Marvel’s Jack of All Trades and Resident Deadhead

Dean Budnick on March 29, 2018

The last issue of Relix explored a moment in Marvel Comics history when Captain America shared some positive sentiments about Grateful Dead fans. In issue No. 357 (September 1989), after it turned out that Nancy Rosenthal, the sister of Cap’s former girlfriend, who had gone missing, was not in peril but rather off on Dead tour, the superhero said to himself: “Considering all the alternatives, this country could use a lot more Deadheads.”

Writer Mark Gruenwald, who was not a Deadhead, passed away in 1996, so he is not available to share the genesis of this reference. However, his editor Ralph Macchio suggested that perhaps it was a nod to Mike Higgins, a longtime Marvel staffer and Dead fan.

While Higgins was not initially available to confirm this account, shortly after our issue went to print, he did chime in and offered, “Mark Gruenwald was a friend of mine and, while I don’t remember that reference, I am sure that’s a little nod to me.”

What follows is a conversation with Higgins, who worked at the company from 1977–1999, and whose official Marvel business card identified him as a “Jack of All Trades” and “Deadhead.” Both are accurate: Higgins occupied a variety of roles at the company, from letterer to editor. The latter designation is equally apt, as he attended over 360 Grateful Dead shows from 1978–1995, and he estimates that he’s seen at least as many performances by the band members in other incarnations over the years as well.

Your status as a Deadhead is referenced a few times over the years in various comics, letters pages and the like. Were you treated like an object of curiosity in the office?

It’s funny, in most of my life, I was identified as the guy who worked for Marvel Comics but, at Marvel Comics, I was identified as the guy who was into the Grateful Dead. I started at Marvel around the same time I got into the Grateful Dead, so they went hand in hand for me. I would spend three to four months totally immersed in Marvel, but then I could get totally out there for a set of shows and it was a different world. I’d be recharged and go back to putting out comic after comic for another three months. I could be in California for a set of Greek shows and only miss an afternoon of work.

The longest I was ever out of contact was for three weeks during the Europe ‘90 tour. I lettered every issue of Akira for Epic [a Marvel imprint] with the exception of the one issue that they needed me to do when I was in Europe in 1990. I had the book for about a week before I left for the tour, but I couldn’t start on it because I was still working full-time restoring the art for the hardcover reprint of Marvel Comics, No. 1. I left eight of the 64 pages unfinished when I left for the tour. Romita’s Raiders in the art department [led by John Romita Sr.] finished what I had started on those pages, and I went to Sweden. But, because of the Europe ‘90 tour, someone else lettered that one issue of Akira.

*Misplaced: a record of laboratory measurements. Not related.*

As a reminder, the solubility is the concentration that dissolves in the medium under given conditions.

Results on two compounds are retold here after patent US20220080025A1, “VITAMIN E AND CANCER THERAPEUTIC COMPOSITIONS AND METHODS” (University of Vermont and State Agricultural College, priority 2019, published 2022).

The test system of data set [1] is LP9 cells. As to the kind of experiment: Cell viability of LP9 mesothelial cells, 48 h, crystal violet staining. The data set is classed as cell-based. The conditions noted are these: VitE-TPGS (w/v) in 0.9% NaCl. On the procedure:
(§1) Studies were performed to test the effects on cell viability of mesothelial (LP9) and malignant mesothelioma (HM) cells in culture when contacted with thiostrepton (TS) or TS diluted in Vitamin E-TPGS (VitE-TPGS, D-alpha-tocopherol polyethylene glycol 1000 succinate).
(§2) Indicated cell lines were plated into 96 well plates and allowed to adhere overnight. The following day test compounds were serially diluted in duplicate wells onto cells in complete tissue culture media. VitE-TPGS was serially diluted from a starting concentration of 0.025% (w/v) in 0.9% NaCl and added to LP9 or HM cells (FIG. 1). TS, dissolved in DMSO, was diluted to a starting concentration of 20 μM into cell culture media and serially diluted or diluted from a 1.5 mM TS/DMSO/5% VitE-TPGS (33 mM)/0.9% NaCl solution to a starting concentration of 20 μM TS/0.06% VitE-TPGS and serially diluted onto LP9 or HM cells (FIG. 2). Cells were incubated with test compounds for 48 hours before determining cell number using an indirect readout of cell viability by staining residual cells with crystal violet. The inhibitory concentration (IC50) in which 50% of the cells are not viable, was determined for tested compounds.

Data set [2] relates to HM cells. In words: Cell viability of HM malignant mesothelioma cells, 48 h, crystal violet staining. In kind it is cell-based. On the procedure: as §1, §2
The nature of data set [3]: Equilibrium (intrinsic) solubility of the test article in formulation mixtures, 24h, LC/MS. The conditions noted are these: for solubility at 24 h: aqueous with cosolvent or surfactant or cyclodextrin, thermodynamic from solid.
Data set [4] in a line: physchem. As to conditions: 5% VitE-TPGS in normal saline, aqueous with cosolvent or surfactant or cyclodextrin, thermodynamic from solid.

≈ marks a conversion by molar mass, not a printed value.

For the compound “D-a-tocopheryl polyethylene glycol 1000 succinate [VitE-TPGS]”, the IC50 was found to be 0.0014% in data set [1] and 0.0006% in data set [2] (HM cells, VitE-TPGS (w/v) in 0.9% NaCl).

You make an appearance in Fantastic Four, No. 262 (Jan. 1984), which opens with (writer/penciller) John Byrne on the phone with you. Was there something in particular that led him to draw you wearing a Dead logo on your shirt?

I was the one who put the “Steal Your Face” [logo] on me in both of the shots. I was the assistant editor and, when the book came past me, I just added the Grateful Dead shirt. If you look above my head, to the right, is a small skull and roses and the beginning of the word “JER-ry,” whose birthday [Aug. 1] you’ll see noted to the left of my hand holding the phone.

You later show up in Captain America, No. 314 (Feb 1986), wearing that same shirt. You’re in the room with Cap’s alter ego, Steve Rogers, as part of a strange story arc in which he is working as an artist at Marvel. Did you draw the logo on yourself, again?

I did, indeed. I agree with you on the storyline. It had already been established somewhere that Captain America was a graphic artist, which I did not think was a very good idea. In my time, he was a cop. It made sense that Clark Kent was a reporter because he could get to the news, and it made sense for Cap to be a cop on the beat so that he could get to where he needed to be, but I don’t think there was a precedent for him being a commercial artist any time before someone just decided that. But Mark played with it. He wanted him to come into our office and draw Captain America.